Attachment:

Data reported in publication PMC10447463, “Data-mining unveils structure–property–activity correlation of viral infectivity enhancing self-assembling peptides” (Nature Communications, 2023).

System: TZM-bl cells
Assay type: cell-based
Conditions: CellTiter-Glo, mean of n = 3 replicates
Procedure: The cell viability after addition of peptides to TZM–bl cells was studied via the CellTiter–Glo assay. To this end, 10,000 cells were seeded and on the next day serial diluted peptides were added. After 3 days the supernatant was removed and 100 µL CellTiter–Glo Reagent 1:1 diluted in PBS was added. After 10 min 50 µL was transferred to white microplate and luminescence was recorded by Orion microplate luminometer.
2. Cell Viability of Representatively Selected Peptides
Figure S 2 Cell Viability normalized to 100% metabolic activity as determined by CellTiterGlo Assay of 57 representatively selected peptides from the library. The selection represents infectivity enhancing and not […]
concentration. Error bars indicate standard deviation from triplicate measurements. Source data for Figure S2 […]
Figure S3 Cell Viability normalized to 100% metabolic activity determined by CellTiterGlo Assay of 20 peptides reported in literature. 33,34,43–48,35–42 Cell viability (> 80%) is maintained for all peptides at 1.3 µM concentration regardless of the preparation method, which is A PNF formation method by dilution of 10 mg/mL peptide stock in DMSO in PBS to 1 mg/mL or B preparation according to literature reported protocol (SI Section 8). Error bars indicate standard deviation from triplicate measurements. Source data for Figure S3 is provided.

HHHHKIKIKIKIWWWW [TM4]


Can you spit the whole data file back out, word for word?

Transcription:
Data reported in publication PMC10447463, “Data-mining unveils structure–property–activity correlation of viral infectivity enhancing self-assembling peptides” (Nature Communications, 2023).

System: TZM-bl cells
Assay type: cell-based
Conditions: CellTiter-Glo, mean of n = 3 replicates
Procedure: The cell viability after addition of peptides to TZM–bl cells was studied via the CellTiter–Glo assay. To this end, 10,000 cells were seeded and on the next day serial diluted peptides were added. After 3 days the supernatant was removed and 100 µL CellTiter–Glo Reagent 1:1 diluted in PBS was added. After 10 min 50 µL was transferred to white microplate and luminescence was recorded by Orion microplate luminometer.
2. Cell Viability of Representatively Selected Peptides
Figure S 2 Cell Viability normalized to 100% metabolic activity as determined by CellTiterGlo Assay of 57 representatively selected peptides from the library. The selection represents infectivity enhancing and not […]
concentration. Error bars indicate standard deviation from triplicate measurements. Source data for Figure S2 […]
Figure S3 Cell Viability normalized to 100% metabolic activity determined by CellTiterGlo Assay of 20 peptides reported in literature. 33,34,43–48,35–42 Cell viability (> 80%) is maintained for all peptides at 1.3 µM concentration regardless of the preparation method, which is A PNF formation method by dilution of 10 mg/mL peptide stock in DMSO in PBS to 1 mg/mL or B preparation according to literature reported protocol (SI Section 8). Error bars indicate standard deviation from triplicate measurements. Source data for Figure S3 is provided.

HHHHKIKIKIKIWWWW [TM4]